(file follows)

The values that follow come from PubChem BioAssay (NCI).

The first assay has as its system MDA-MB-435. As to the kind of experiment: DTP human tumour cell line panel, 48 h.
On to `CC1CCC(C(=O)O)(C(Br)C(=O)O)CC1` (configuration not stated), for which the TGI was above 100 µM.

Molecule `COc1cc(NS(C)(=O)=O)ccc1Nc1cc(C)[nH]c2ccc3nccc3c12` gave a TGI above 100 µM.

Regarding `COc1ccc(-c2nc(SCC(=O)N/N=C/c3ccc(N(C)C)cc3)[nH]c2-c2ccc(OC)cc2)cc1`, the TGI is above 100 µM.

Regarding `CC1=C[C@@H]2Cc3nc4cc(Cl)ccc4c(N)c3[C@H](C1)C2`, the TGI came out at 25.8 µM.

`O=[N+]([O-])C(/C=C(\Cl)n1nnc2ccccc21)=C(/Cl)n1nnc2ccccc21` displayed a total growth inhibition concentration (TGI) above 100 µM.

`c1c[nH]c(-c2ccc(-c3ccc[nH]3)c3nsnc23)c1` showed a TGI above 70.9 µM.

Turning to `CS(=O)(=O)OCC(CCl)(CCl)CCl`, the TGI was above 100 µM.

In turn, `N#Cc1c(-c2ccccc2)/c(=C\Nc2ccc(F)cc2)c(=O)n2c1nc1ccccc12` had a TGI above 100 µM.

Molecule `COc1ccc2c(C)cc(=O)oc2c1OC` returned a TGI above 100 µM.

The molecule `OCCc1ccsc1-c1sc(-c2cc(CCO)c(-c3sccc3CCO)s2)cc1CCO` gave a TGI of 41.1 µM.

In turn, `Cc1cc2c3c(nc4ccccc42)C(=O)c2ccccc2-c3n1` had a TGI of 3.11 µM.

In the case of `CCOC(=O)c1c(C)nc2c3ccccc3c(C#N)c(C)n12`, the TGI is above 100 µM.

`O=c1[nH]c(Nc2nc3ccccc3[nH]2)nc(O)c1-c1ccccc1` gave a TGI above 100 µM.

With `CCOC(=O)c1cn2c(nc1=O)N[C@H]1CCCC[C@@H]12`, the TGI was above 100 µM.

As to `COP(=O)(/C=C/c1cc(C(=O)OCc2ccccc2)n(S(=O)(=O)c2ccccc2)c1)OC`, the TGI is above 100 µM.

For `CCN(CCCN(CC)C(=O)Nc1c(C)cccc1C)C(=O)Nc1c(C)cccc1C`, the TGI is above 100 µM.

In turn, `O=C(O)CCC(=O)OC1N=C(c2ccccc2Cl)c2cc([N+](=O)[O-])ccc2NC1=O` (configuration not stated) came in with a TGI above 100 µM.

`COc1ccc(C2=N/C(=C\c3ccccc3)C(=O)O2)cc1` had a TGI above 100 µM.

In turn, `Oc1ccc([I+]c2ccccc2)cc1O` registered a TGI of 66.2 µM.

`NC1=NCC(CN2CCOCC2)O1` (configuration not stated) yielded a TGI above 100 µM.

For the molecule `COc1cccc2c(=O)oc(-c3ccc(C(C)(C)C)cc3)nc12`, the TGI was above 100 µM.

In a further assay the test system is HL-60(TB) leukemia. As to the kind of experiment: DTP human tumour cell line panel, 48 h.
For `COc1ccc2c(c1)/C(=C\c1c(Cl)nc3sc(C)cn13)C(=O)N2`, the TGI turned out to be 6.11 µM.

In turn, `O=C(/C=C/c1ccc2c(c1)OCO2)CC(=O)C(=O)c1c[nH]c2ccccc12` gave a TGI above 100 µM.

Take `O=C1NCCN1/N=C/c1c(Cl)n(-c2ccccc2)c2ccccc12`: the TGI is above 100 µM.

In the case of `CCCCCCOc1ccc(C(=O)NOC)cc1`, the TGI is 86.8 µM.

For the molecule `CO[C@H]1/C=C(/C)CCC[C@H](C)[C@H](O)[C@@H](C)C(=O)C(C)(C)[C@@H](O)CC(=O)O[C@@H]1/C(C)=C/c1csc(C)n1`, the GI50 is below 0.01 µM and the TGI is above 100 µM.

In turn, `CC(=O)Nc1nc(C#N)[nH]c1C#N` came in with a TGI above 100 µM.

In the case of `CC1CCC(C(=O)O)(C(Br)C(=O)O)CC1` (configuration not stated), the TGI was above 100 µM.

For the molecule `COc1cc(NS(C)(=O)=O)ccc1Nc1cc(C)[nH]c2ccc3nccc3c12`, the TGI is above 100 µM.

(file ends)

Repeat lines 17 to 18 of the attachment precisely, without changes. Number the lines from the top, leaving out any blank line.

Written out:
As to `COP(=O)(/C=C/c1cc(C(=O)OCc2ccccc2)n(S(=O)(=O)c2ccccc2)c1)OC`, the TGI is above 100 µM.

For `CCN(CCCN(CC)C(=O)Nc1c(C)cccc1C)C(=O)Nc1c(C)cccc1C`, the TGI is above 100 µM.